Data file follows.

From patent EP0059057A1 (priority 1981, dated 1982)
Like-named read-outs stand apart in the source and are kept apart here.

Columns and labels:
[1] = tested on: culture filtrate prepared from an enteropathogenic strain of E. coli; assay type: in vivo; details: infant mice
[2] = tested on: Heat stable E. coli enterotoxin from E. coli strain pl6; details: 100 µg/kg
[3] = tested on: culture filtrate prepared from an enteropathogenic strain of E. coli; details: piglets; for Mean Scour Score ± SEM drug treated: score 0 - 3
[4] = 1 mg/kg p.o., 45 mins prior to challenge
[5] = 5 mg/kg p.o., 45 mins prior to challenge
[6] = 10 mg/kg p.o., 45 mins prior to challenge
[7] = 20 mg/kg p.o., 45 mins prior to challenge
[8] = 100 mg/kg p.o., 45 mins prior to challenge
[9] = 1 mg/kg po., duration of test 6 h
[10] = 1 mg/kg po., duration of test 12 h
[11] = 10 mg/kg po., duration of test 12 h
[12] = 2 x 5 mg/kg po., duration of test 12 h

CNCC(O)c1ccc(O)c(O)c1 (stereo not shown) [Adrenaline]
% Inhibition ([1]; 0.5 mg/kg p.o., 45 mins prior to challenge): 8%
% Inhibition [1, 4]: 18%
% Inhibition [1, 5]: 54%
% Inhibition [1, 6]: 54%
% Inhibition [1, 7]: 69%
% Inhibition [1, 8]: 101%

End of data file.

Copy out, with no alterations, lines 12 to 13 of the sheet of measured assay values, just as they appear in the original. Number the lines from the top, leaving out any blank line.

[9] = 1 mg/kg po., duration of test 6 h
[10] = 1 mg/kg po., duration of test 12 h